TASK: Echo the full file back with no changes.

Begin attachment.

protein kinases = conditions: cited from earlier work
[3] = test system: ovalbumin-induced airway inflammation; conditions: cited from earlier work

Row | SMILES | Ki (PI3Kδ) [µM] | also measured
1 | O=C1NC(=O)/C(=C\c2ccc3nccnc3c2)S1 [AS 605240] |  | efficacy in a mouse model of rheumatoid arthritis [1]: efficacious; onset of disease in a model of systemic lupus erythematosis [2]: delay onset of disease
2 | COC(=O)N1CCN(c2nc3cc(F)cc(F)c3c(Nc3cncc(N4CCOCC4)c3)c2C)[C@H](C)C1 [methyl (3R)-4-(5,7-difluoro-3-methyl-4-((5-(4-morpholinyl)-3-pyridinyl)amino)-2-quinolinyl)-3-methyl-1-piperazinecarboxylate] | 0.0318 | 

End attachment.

protein kinases = conditions: cited from earlier work
[3] = test system: ovalbumin-induced airway inflammation; conditions: cited from earlier work

Row | SMILES | Ki (PI3Kδ) [µM] | also measured
1 | O=C1NC(=O)/C(=C\c2ccc3nccnc3c2)S1 [AS 605240] |  | efficacy in a mouse model of rheumatoid arthritis [1]: efficacious; onset of disease in a model of systemic lupus erythematosis [2]: delay onset of disease
2 | COC(=O)N1CCN(c2nc3cc(F)cc(F)c3c(Nc3cncc(N4CCOCC4)c3)c2C)[C@H](C)C1 [methyl (3R)-4-(5,7-difluoro-3-methyl-4-((5-(4-morpholinyl)-3-pyridinyl)amino)-2-quinolinyl)-3-methyl-1-piperazinecarboxylate] | 0.0318 | 